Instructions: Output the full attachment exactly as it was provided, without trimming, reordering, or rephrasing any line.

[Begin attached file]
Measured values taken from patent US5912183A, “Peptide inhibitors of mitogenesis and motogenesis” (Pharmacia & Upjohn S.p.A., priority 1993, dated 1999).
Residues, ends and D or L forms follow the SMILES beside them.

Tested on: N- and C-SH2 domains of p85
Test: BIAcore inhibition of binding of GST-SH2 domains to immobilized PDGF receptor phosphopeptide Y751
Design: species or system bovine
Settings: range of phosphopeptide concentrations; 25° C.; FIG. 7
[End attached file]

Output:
Measured values taken from patent US5912183A, “Peptide inhibitors of mitogenesis and motogenesis” (Pharmacia & Upjohn S.p.A., priority 1993, dated 1999).
Residues, ends and D or L forms follow the SMILES beside them.

Tested on: N- and C-SH2 domains of p85
Test: BIAcore inhibition of binding of GST-SH2 domains to immobilized PDGF receptor phosphopeptide Y751
Design: species or system bovine
Settings: range of phosphopeptide concentrations; 25° C.; FIG. 7